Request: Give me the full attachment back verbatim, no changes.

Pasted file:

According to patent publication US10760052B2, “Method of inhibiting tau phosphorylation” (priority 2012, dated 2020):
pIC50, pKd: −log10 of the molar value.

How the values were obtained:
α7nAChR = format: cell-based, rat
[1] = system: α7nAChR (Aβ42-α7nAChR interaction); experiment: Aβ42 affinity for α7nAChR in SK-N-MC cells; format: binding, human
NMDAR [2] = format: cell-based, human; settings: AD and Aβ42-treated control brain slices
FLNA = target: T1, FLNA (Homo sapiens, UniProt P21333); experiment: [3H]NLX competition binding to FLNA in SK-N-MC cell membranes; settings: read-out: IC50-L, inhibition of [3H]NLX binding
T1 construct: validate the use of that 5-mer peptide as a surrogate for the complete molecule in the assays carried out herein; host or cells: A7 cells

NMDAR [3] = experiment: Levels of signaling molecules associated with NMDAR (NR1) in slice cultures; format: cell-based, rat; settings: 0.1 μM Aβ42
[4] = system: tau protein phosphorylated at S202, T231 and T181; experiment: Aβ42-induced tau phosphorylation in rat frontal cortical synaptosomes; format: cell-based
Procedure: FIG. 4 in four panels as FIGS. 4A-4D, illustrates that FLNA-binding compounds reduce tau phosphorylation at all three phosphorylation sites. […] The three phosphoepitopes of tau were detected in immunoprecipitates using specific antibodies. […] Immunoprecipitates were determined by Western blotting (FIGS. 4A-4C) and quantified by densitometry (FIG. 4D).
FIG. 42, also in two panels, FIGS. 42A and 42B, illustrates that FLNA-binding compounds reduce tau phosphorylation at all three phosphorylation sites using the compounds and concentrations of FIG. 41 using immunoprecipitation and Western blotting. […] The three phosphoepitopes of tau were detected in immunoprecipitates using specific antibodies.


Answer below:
According to patent publication US10760052B2, “Method of inhibiting tau phosphorylation” (priority 2012, dated 2020):
pIC50, pKd: −log10 of the molar value.

How the values were obtained:
α7nAChR = format: cell-based, rat
[1] = system: α7nAChR (Aβ42-α7nAChR interaction); experiment: Aβ42 affinity for α7nAChR in SK-N-MC cells; format: binding, human
NMDAR [2] = format: cell-based, human; settings: AD and Aβ42-treated control brain slices
FLNA = target: T1, FLNA (Homo sapiens, UniProt P21333); experiment: [3H]NLX competition binding to FLNA in SK-N-MC cell membranes; settings: read-out: IC50-L, inhibition of [3H]NLX binding
T1 construct: validate the use of that 5-mer peptide as a surrogate for the complete molecule in the assays carried out herein; host or cells: A7 cells

NMDAR [3] = experiment: Levels of signaling molecules associated with NMDAR (NR1) in slice cultures; format: cell-based, rat; settings: 0.1 μM Aβ42
[4] = system: tau protein phosphorylated at S202, T231 and T181; experiment: Aβ42-induced tau phosphorylation in rat frontal cortical synaptosomes; format: cell-based
Procedure: FIG. 4 in four panels as FIGS. 4A-4D, illustrates that FLNA-binding compounds reduce tau phosphorylation at all three phosphorylation sites. […] The three phosphoepitopes of tau were detected in immunoprecipitates using specific antibodies. […] Immunoprecipitates were determined by Western blotting (FIGS. 4A-4C) and quantified by densitometry (FIG. 4D).
FIG. 42, also in two panels, FIGS. 42A and 42B, illustrates that FLNA-binding compounds reduce tau phosphorylation at all three phosphorylation sites using the compounds and concentrations of FIG. 41 using immunoprecipitation and Western blotting. […] The three phosphoepitopes of tau were detected in immunoprecipitates using specific antibodies.